Earlier India was divided into five zones, but then, The Bureau of Indian Standards [IS 1893 (Part I):2002] decided to group the country into four seismic zones, where, the first and second zone being unified.
The Bureau of Indian Standards is responsible for publishing seismic activities in terms of seismic hazard maps and codes. They brought out a total of three versions of seismic zones; a six zone map in 1962, a seven zone map in 1966 and a five zone map in 1970/1984.
Seismic Active Zone:
Seismic Zone II: This is the area that suffers least damage of the other three zones. Intensity of earthquake lies between intensities V to VI of MM scale (MM – Modified Mercalli Intensity scale).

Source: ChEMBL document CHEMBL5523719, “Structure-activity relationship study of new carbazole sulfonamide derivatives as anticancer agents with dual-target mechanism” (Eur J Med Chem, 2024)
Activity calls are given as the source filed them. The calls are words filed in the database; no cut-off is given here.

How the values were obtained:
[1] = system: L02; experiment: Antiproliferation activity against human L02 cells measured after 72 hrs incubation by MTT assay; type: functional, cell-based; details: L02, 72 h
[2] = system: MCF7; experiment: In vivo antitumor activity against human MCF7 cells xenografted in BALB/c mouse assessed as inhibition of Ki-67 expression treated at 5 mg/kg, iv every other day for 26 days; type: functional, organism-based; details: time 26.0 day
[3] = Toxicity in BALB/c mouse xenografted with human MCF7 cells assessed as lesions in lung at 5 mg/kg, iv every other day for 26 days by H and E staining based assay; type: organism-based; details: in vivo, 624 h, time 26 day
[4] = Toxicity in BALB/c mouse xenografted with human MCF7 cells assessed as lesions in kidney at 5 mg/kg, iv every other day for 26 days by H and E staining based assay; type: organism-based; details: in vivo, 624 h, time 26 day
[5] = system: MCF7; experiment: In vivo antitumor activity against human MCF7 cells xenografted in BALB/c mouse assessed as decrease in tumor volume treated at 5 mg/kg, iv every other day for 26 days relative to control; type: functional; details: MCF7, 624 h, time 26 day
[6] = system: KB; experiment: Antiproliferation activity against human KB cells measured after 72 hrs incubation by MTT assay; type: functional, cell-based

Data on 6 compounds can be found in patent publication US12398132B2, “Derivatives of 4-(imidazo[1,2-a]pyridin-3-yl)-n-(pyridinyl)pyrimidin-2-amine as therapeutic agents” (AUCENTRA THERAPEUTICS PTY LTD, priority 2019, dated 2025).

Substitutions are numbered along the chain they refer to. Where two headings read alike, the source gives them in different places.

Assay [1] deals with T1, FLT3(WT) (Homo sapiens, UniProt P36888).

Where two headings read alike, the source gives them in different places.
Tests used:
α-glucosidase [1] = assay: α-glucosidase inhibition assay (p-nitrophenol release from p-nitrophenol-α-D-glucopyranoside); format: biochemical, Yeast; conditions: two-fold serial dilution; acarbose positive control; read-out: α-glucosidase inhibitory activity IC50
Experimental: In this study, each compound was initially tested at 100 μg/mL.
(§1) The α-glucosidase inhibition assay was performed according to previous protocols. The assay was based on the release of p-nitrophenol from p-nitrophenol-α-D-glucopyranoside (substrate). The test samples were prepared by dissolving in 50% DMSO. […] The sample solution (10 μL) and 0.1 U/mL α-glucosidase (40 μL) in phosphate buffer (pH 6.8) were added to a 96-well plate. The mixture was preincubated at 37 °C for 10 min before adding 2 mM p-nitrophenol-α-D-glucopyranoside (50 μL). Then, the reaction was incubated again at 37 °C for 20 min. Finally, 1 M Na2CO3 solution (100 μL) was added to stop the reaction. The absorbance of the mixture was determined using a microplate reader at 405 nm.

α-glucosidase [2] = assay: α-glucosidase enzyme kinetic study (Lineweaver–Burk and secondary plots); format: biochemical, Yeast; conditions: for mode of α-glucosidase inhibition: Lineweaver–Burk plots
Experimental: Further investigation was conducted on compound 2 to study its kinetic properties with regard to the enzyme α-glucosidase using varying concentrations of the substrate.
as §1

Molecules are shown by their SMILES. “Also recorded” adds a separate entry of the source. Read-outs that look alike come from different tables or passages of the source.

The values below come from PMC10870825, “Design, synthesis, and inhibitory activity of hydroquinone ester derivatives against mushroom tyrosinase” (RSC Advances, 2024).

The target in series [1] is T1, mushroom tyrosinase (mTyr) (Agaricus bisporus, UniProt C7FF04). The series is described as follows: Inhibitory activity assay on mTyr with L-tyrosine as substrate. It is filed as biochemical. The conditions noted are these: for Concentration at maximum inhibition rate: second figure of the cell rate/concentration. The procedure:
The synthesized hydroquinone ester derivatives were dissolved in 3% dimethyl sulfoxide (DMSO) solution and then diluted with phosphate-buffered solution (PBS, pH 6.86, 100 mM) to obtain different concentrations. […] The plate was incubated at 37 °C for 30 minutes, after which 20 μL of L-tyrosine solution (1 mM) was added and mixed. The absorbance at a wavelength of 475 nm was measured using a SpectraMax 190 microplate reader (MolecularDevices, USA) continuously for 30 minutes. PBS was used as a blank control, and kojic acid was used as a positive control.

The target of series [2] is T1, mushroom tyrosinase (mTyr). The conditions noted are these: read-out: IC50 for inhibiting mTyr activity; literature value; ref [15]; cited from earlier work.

Zone II covers those areas which are not covered by the other zones listed below.
Seismic Zone III: Zone III receives moderate damage. This damage corresponds to intensity VII of MM scale.
States that lie under this zone are- Tamil Nadu, Orissa, Andhra Pradesh, Maharashtra, Chhattisgarh, Bihar, Jharkhand, Bihar, Madhya Pradesh, Kerala, Gujarat, Goa, Lakshadweep islands, West Bengal, Karnataka, parts of Punjab and some remaining parts of Uttar Pradesh.